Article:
The UEFI BIOS shows a healthy amount of information about the status of the system. At an ambient room temperature of just over 23 degrees, the CPU temp showed a steady 29 degrees until a game was fired up, at which point it rose to the mid 40s.
The 1TB HDD is hidden away under the SSD bracket. It is quite hard to get to from the main side panel without removing the SSD. Although for easy HDD access, you can remove the other side panel and use the HDD release pinch instead.
The system builders at Overclockers UK did a fine job of hiding away any messy cabling. Even on the other side, cables were tied down securely with the built-in velcro fasteners. This makes cleaning relatively easy, as dust will collect on even the most filtered of cases out there.
The green LED strips are not part of the Phanteks case, but instead have been added by Overclockers UK. They provide a green glow through the front panel openings, and there is no way to control brightness, so they could become annoying if the PC is placed on top of a desk and is being used in dim lighting.
I also found that removal of the front dust filter was problematic due to the way the LED strips had been taped onto it. The strips could have been secured a different way I feel, perhaps on the front panel itself, or from inside the case, as the light would still shine through the dust filter mesh.
id Tech 6 powers the latest shooter, and it is absolutely beautiful.
Although when standing up close to some textures, they can look a little fuzzy on a 65" display at 2160P resolution. regardless, performance was a constant 60fps. I could not unlock the framerate on Doom sadly, and Vsync was off. At least it is good to know that with every setting turned to maximum, the game never once flustered on the GTX 1080 and i5-6400 combo. This was in the default OpenGL mode. I found that Doom's Vulkan mode to be too buggy to give a confident verdict.
WOLFENSTEIN: THE OLD BLOOD
Even though Wolfenstein isn't as luscious as Doom, it still offers good paced action and quality graphics all the same. However, the performance was just not up to scratch with Doom. On average, I was pulling 35-45fps at 2160P with 4x antialiasing . Dropping this to 2x resulted in slightly improved performance, but I was unable to maintain a solid 60fps.
Dropping the resolution to 1440P, or lowering the graphical settings was the only way to ensure a minimum of 60fps with this game.
I wanted to see if the i5-6400 was holding the GTX 1080 back, so had Windows performance monitor running to track CPU usage. High utilisation can be seen, and the reason for the low minimum framerate was clear.
The space bound scare-a-thon hit 85fps in many instances, and always stayed above 60fps. Like Doom, every setting was maxed. This game is the oldest of the three, but is easily just as stunning visually, and in most cases, has a greater level of texture detail up close.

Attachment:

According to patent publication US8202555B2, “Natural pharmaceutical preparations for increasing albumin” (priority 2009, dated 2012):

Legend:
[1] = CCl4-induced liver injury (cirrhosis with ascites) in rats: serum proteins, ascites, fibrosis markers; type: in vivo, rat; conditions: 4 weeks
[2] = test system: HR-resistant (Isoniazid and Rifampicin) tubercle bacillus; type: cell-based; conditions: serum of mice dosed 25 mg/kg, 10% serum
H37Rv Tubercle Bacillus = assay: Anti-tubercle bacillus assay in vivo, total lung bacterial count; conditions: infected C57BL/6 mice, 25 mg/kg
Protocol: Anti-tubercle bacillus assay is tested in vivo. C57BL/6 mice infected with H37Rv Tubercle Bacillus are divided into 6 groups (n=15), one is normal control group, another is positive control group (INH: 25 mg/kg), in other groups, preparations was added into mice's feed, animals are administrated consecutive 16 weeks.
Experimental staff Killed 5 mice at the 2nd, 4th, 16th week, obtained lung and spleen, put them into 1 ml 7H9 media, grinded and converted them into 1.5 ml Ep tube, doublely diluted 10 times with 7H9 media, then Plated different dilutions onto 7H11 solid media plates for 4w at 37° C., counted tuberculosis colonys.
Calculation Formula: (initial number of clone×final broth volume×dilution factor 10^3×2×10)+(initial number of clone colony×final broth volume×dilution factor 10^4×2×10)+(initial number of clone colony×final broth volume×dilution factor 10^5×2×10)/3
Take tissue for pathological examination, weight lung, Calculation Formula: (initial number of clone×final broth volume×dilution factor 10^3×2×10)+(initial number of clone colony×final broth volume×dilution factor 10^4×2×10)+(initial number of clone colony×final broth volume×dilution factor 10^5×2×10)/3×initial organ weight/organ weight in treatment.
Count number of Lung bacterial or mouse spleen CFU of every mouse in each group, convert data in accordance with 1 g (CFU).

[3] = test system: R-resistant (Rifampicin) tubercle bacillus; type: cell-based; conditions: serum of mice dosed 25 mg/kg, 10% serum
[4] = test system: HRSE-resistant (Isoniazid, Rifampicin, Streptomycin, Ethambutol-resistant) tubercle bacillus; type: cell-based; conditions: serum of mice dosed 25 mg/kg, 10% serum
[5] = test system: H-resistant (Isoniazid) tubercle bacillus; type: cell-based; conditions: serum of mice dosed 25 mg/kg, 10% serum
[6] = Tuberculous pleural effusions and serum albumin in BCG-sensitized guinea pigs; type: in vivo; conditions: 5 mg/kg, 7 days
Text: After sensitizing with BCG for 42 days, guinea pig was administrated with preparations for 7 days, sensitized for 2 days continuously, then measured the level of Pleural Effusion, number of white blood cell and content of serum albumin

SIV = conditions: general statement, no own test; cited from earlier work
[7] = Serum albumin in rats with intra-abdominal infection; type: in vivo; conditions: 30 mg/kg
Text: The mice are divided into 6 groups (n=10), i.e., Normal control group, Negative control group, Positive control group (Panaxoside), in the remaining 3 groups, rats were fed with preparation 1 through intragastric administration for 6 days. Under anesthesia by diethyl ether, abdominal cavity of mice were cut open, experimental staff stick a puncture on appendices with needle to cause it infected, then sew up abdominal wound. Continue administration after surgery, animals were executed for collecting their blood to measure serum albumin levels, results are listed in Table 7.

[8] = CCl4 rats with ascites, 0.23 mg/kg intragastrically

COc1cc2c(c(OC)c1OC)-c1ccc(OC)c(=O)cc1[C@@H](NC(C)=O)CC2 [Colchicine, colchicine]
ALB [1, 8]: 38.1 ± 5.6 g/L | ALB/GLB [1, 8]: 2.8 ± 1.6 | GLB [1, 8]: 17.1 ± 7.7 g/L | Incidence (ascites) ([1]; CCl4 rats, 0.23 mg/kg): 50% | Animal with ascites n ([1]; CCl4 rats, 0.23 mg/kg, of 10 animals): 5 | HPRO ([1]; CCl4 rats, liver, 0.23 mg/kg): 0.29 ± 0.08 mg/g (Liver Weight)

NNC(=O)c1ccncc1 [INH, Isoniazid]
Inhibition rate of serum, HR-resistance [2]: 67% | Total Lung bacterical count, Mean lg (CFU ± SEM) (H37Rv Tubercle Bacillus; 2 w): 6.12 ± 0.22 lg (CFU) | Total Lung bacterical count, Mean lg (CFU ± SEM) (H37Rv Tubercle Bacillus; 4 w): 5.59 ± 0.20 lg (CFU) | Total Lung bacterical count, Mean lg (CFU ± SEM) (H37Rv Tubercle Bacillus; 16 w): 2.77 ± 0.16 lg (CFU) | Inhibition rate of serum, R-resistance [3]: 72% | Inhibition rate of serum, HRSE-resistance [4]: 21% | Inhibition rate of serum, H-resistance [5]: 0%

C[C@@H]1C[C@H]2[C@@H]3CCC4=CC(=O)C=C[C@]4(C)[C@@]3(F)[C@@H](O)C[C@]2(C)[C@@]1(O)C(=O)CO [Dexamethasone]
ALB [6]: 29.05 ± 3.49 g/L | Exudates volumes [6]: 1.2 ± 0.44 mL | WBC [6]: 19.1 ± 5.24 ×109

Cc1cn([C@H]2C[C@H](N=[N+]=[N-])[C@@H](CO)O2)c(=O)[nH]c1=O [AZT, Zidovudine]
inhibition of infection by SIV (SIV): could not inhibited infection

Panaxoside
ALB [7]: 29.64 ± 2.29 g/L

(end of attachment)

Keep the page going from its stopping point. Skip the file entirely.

As a gaming PC, then, the ForceBox VR10 is very good. two out of the three games I played on it at 4096x2160 gave at least a constant 60fps with all graphics settings set to maximum. Sadly, games with a strong focus on CPU power to maintain a higher minimum framerate will show the flaw in mating a high end GPU with a lower end CPU.
I should comment on just how quiet the VR10 is during gaming, I was able to enjoy the spooky ambience aboard the Sevastopol in Alien: Isolation, without being distracted by fan noises.
The VR10 is not without faults of course, the Kolink PSU raises questions, the LED strip placement needs to be revised, or perhaps even removed entirely. And while it looks nice, I can't help but feel the Enthoo case would look even more elegant with no lighting. The x8 PCI Express lane also limits the full potential of the GTX 1080.
In desktop applications, from browsing the web, to managing files and running applications, the VR10 performed as I'd expect from this spec. Although at times I could feel that the i5-6400 perhaps wasn't as snappy at multitasking applications at the kind of speed that I'm used to on an i7 system. Consulting the VR10 product page, I notice that there is no i7 option. The highest that can be selected is the i5-6600.
Overall, I was mostly pleased with the gaming performance of the VR10. it does what it says on the tin, and does it quietly. Unlike many other pre-built gaming computers out there, it doesn't look like the helmet of a Power Ranger either.
It would be nice to see more choice when configuring a VR10 PC. A selection of compatible motherboards and power supplies for each budget bracket would make it perfect. The Kolink KL-600 may be good, or it may be bad. There isn't enough information out there to confirm, and with such an expensive graphics card in such a system, I'd rather take the side of caution and replace it with something proven.
I am happy to give the VR10 with GTX 1080 a rating of 8. A couple of points must be knocked off due to the limited component options offered.
If you would like to price up your own VR10 system, then be sure to check out the configurator page over at Overclockers UK.